In our house, we have a fondness for cheese. There’s no question about it. It’s various forms delight us and it’s many qualities enchant us. Cheese is as rich and varied as fine wine and frequently described in the same vein…earthy, nutty, pungent, sweet, salty, buttery, the list goes on. Personally, I don’t have a super palette, I’m a simple gal. All I can really tell you is either I like it or I don’t. Most of the time I like it, but some of the time I LOVE it.
Cheese can elevate a dish just by making a brief appearance on top, or it can mingle with the other ingredients from the very start and really create something spectacular. Frequently, however, we like to make it the star of the show. In it’s purest form, a nice cheese board adorned with a couple of salty, cured meats and a handful of grapes or sliced apples makes for mighty fine eating. Add a little heat and this same meal is transformed into a whole lot of comfort in a pot. Cue the fondue.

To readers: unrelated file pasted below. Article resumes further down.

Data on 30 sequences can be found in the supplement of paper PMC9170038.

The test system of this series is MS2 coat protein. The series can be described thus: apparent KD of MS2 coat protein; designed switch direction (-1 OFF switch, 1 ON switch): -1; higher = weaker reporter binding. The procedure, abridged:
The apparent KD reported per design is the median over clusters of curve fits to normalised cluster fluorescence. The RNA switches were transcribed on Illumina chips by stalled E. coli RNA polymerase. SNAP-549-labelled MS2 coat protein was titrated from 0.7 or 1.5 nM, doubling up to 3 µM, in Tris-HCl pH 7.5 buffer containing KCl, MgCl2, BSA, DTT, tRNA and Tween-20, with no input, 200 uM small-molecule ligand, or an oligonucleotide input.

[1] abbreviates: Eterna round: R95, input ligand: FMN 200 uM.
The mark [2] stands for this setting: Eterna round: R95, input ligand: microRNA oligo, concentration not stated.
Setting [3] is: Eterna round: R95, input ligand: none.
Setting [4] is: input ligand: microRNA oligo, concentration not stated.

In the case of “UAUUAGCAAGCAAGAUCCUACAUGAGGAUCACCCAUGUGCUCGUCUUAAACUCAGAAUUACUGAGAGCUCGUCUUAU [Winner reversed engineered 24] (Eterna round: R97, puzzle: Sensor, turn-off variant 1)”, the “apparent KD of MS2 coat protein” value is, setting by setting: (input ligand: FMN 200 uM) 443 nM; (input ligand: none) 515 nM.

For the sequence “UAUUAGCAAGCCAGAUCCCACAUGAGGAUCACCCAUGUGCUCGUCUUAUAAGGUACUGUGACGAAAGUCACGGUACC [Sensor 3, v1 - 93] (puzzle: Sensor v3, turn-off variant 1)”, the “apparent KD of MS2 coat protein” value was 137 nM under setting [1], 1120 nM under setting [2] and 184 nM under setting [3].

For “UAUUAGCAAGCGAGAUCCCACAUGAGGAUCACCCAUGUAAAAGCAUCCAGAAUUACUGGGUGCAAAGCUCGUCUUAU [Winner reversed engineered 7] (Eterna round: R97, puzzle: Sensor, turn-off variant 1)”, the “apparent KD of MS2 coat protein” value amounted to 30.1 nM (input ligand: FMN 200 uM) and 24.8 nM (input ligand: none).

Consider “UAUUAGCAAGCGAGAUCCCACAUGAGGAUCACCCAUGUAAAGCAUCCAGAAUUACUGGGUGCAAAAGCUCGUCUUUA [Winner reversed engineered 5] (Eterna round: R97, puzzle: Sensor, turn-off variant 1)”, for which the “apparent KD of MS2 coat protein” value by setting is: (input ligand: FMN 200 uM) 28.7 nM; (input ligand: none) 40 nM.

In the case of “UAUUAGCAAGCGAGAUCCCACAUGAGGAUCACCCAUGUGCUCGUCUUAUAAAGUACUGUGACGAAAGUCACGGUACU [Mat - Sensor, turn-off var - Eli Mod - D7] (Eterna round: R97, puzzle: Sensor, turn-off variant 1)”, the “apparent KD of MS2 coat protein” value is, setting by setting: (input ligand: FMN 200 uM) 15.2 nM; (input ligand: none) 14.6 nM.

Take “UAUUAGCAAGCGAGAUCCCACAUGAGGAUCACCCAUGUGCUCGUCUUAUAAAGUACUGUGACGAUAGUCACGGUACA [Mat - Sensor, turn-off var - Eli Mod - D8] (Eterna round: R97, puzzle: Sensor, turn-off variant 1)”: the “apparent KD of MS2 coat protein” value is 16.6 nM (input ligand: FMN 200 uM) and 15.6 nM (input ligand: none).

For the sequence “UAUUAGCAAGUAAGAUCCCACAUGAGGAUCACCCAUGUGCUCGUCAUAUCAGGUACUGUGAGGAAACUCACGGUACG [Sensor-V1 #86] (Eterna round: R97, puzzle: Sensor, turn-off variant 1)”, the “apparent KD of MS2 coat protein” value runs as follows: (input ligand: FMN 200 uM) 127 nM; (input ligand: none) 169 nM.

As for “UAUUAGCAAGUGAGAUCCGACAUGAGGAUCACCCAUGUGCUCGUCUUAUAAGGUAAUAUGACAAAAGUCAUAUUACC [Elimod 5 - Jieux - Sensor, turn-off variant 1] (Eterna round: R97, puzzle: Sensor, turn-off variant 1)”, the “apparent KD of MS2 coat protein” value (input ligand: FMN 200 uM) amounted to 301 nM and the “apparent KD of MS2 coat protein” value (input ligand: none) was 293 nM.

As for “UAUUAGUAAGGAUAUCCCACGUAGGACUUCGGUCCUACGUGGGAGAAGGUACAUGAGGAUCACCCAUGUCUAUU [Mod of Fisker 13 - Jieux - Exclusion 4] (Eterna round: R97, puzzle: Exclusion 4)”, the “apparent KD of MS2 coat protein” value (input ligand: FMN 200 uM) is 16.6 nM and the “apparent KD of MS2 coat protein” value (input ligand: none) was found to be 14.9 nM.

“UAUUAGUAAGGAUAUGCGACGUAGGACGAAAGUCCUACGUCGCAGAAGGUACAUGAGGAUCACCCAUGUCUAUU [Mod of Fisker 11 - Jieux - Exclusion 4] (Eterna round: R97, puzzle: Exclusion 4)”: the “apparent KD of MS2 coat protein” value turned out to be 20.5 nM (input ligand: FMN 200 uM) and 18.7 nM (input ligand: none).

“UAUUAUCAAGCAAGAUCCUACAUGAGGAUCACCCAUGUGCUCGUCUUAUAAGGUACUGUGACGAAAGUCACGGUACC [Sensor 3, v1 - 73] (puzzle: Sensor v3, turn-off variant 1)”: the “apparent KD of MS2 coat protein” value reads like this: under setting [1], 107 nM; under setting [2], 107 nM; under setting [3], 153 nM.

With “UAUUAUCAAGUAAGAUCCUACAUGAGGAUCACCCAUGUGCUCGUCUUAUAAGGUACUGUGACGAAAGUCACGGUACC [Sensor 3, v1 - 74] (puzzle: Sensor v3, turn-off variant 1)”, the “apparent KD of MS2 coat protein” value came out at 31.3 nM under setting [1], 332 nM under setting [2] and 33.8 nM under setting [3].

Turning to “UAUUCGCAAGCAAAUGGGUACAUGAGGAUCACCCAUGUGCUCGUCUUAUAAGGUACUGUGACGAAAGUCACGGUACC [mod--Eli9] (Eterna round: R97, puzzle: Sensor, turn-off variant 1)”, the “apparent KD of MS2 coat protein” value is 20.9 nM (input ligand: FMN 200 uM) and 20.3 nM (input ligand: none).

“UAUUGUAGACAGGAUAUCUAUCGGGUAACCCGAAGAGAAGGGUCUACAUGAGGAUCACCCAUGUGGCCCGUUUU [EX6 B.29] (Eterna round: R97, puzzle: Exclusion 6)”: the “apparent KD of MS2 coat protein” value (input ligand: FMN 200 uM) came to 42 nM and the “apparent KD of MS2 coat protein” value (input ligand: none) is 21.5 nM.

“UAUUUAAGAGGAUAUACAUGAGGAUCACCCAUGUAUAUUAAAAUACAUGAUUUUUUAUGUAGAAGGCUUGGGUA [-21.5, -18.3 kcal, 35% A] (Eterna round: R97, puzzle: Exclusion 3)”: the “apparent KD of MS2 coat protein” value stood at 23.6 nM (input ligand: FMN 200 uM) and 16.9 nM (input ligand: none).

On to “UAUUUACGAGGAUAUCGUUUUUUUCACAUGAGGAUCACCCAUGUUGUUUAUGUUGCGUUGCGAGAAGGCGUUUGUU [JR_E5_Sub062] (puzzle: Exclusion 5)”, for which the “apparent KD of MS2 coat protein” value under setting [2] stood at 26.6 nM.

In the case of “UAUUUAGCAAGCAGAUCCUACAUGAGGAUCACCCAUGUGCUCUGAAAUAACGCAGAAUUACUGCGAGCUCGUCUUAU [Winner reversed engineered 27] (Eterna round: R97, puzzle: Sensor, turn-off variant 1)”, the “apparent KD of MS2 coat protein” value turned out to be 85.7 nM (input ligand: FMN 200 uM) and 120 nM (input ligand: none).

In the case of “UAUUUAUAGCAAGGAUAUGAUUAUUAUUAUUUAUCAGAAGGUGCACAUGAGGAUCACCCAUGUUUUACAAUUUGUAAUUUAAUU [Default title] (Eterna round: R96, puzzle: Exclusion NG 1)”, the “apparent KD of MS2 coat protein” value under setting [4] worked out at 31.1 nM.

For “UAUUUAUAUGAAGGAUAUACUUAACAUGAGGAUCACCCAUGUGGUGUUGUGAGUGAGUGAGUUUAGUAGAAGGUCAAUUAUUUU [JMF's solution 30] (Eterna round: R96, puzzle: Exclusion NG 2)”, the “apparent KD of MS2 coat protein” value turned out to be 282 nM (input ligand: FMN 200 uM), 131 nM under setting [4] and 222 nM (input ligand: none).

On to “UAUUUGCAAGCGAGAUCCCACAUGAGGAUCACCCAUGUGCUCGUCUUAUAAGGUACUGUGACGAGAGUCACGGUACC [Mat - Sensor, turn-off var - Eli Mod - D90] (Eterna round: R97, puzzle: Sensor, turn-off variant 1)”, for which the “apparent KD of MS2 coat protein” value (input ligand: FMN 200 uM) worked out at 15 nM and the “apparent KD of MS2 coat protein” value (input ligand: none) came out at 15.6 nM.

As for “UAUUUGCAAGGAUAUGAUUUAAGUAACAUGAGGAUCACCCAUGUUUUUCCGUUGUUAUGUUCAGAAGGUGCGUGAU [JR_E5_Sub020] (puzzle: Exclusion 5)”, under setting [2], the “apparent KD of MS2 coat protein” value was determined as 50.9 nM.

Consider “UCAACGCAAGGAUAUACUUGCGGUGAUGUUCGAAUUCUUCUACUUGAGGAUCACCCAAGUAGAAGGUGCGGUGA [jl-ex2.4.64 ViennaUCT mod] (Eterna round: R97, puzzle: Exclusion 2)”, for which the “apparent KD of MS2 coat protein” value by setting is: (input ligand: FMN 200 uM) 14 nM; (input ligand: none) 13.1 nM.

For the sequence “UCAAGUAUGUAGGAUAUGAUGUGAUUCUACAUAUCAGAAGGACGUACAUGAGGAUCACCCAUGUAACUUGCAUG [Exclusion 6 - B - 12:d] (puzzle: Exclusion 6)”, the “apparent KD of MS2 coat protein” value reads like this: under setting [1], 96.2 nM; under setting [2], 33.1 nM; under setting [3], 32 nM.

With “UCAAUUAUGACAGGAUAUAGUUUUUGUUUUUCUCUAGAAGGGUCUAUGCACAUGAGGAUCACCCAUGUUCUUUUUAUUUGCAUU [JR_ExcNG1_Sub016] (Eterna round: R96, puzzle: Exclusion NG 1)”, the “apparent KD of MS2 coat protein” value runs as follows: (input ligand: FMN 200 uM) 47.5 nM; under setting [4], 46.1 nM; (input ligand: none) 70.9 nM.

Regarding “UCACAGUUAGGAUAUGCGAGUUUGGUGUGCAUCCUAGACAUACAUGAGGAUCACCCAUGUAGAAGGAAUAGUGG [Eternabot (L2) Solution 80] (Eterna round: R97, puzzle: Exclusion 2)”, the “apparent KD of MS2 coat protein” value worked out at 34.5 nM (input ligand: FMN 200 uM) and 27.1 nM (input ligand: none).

Several years ago, The Melting Pot opened a restaurant in our neck of the woods and I was smitten with the idea of sitting down to eat a pot of warm gooey cheese whenever the desire hit me. After a couple of meals there, however, I thought “we can do this better at home” and we did. My first foray into fondue found me standing at a Whole Foods cash register staring in disbelief while the cashier wrestled $100 out of my clenched fist for a couple of chunks of fancy schmancy cheese. While good quality cheese is a must, there’s no need to put the cheese monger’s kids through college. I now opt for a nice chunk of jarlsberg supplemented with a bit of emmentaler or gruyere.
Fondue is a really easy meal to prepare, but it feels decadent and special. We have an electric fondue pot which makes it easy to keep the cheese warm throughout dinner. Just as important for rounding out this meal are the dippers. I made a loaf of bread and Kirk smoked sausage and grilled some beef. We added broccoli, carrots, celery and apple slices and voila! Dinner is served!
Classic Cheese Fondue
1/2 lb Jarlsberg or other imported Swiss cheese (shredded)
1/2 lb Emmentaler or Gruyere cheese (shredded)
1 tablespoon cornstarch
1 cup dry white wine
one garlic clove peeled and halved
juice of 1/2 a lemon
1/2 teaspoon dry mustard
pinch of freshly grated nutmeg
In a medium bowl toss the cheeses with the cornstarch and set aside.
Rub the garlic half around the bowl of the fondue pot. Heat the pot and add the white wine. Bring to a simmer.
Add the cheese to the wine a handful at a time, stirring with a fork until smooth.
Stir in the fresh lemon juice, dry mustard and nutmeg.
Grab a dipper and enjoy!